From the Publisher
***A Kirkus Top 25 Nonfiction Book of 2012***

“With infectious enthusiasm for his subject, Hazen introduces readers to Earth’s defining moments . . . [and] argues that understanding the interplay between Earth’s geological and biological pasts can help us predict and prepare for the future of life on our planet.”
—Saron Yitbarek, Discover 
 

“A fascinating new theory on the Earth’s origins written in a sparkling style with many personal touches. . . . Hazen offers startling evidence that ‘Earth’s living and nonliving spheres’ have co-evolved over the past four billion years.”
Kirkus, starred review
 

“Concise and colourful . . . Drawing on the latest research and influenced by advances in astrobiology, Hazen takes a radical standpoint . . . to tell the amazing tale of our planet’s intertwined living and non-living spheres.”
—Birger Schmitz, Nature
 

“Lively and vivid . . . Hazen is a master storyteller with a great story to tell . . . a sweeping rip-roaring yarn of immense scope, from the birth of the elements in stars to meditations on the future habitability of our world . . . Anyone new to Earth history will find Hazen’s account a revelation.”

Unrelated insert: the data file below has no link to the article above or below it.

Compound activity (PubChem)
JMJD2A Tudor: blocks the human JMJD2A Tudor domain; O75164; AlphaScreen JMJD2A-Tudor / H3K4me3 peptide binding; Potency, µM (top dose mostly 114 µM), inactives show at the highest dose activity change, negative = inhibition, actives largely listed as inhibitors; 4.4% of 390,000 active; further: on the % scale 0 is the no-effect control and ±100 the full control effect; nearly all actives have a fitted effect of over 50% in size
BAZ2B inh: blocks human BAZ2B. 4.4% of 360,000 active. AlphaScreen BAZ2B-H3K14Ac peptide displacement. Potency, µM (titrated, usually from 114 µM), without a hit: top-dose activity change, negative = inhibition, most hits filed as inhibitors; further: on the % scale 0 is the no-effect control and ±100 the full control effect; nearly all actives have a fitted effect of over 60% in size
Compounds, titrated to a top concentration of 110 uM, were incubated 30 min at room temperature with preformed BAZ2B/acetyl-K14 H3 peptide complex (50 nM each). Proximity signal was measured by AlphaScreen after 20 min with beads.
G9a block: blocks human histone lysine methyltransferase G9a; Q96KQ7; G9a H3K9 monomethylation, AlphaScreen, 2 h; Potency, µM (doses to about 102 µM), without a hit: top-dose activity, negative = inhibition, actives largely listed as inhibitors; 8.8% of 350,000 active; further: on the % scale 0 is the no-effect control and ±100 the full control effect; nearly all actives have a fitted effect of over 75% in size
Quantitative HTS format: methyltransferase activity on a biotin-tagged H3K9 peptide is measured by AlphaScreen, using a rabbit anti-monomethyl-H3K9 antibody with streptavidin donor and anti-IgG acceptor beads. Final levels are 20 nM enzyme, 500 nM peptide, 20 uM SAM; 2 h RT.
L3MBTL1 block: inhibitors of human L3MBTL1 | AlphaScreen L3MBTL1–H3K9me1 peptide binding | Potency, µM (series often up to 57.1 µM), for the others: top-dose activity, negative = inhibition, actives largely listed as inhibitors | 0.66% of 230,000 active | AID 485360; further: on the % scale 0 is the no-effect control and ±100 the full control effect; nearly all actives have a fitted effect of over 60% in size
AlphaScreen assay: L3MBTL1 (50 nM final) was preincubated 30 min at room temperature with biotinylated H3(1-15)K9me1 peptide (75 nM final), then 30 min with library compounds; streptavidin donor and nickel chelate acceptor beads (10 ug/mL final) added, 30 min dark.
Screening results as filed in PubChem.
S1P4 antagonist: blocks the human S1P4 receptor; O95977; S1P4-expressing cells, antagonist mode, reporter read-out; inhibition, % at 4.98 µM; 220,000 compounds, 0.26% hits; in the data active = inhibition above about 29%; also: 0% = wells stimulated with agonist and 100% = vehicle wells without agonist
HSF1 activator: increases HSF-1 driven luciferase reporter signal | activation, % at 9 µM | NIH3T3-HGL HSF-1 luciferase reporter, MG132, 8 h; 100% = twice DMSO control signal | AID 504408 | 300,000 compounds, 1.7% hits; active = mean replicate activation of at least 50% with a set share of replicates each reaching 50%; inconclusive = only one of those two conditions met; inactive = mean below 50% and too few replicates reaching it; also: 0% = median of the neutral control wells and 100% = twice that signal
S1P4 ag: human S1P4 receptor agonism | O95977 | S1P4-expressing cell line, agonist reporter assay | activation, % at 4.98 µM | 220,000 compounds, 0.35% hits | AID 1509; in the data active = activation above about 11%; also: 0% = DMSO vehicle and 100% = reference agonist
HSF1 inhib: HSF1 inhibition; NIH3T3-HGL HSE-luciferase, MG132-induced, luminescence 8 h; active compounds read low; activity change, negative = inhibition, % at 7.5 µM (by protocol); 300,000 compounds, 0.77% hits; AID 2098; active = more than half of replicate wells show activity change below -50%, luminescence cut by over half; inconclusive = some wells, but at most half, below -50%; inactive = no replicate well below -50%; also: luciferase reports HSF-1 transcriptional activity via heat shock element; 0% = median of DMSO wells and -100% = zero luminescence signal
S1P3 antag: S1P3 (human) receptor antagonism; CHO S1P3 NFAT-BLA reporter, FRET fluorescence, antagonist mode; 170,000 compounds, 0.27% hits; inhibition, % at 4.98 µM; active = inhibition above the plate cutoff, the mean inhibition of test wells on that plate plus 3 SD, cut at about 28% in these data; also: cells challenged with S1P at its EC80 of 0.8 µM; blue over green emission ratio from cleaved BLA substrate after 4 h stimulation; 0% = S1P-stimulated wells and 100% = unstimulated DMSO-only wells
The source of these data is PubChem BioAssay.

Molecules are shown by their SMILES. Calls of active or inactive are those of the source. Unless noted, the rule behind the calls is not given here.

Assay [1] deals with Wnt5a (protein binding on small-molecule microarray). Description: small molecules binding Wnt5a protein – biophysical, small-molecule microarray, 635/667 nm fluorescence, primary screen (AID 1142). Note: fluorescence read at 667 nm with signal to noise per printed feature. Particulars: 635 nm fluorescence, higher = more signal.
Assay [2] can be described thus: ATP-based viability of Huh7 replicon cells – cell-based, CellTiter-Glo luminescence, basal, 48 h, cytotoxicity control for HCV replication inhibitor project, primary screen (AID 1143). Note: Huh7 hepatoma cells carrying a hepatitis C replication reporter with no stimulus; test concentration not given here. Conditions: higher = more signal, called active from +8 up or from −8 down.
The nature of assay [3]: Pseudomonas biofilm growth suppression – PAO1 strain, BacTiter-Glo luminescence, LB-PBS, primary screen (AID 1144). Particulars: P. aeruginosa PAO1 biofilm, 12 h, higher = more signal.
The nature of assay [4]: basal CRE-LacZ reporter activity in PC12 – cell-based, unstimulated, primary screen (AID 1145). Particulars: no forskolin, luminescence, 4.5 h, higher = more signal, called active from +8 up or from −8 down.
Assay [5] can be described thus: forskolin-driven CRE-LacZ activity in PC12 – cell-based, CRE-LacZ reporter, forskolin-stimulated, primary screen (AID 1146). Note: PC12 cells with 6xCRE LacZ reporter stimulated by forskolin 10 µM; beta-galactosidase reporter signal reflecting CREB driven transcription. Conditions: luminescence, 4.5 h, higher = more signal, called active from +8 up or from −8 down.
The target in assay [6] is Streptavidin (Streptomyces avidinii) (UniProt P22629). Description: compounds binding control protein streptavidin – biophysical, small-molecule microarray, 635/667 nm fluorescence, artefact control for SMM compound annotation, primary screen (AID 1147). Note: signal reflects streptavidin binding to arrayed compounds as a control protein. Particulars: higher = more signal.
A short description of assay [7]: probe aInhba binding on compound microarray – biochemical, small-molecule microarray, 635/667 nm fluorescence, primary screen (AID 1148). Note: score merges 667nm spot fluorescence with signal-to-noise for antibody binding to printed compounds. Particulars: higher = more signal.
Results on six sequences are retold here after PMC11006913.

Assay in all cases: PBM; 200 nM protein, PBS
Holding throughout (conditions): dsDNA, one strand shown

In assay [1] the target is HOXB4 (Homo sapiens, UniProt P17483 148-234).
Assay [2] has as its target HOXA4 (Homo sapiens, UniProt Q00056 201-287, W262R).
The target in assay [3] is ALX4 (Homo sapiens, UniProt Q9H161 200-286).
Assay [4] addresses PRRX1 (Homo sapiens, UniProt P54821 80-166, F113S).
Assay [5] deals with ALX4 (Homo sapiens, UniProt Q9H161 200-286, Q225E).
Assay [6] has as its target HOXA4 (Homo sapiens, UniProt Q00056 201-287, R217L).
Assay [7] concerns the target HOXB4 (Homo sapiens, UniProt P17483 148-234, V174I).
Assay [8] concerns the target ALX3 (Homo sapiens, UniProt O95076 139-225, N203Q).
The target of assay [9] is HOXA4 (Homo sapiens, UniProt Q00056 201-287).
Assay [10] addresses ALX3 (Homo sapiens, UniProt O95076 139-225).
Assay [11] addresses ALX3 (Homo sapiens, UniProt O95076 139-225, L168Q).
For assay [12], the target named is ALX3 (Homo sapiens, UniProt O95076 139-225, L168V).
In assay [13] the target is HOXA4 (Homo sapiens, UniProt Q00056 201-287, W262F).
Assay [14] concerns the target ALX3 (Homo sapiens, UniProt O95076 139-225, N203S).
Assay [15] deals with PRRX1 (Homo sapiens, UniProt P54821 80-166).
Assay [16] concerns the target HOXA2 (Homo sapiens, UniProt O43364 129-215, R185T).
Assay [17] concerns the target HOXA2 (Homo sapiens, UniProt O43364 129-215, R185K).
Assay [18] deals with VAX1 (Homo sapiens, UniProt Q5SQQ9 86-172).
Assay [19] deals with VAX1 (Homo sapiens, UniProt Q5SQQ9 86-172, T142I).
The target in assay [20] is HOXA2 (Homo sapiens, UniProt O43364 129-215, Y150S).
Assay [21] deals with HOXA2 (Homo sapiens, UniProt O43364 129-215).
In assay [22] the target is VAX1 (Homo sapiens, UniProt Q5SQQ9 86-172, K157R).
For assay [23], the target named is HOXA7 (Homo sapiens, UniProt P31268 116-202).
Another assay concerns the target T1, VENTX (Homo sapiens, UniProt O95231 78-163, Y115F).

A. D. Anbar, Science
 

“I’m not competent to assess the accuracy of Robert Hazen’s thesis about geological and biological history, but I am competent to judge it a fascinating story, far more alive than you might guess if all you knew was the subject was old dead (?!) rocks.”
Bill McKibben, author of Eaarth: Making a Life on a Tough New Planet
 

“Hazen takes us on one of the grandest tours of them all—the 4.5 billion year history of our planet. From the atoms of the crust of the Earth come our bodies, the entire living world, and this exciting book. Read Hazen and you will not see Earth and life in the same way again.”
Neil Shubin, paleontologist and author of Your Inner Fish
 

“Exceptionally readable [and] user-friendly . . . Science junkies and readers interested in the environment will find Hazen’s arguments compelling and his overview of Earth’s tumultuous history captivating.”
—Carl Hays, Booklist
 

The Story of Earth is that rare book that can transform the way you see the world. By synthesizing a vast span of time and knowledge into crisp, delightful prose, Hazen really does make our planet into a story, and a compelling one. I was left with a new sense of context for our place in this galactic home.”
Charles Wohlforth, author of The Fate of Nature and The Whale and the Supercomputer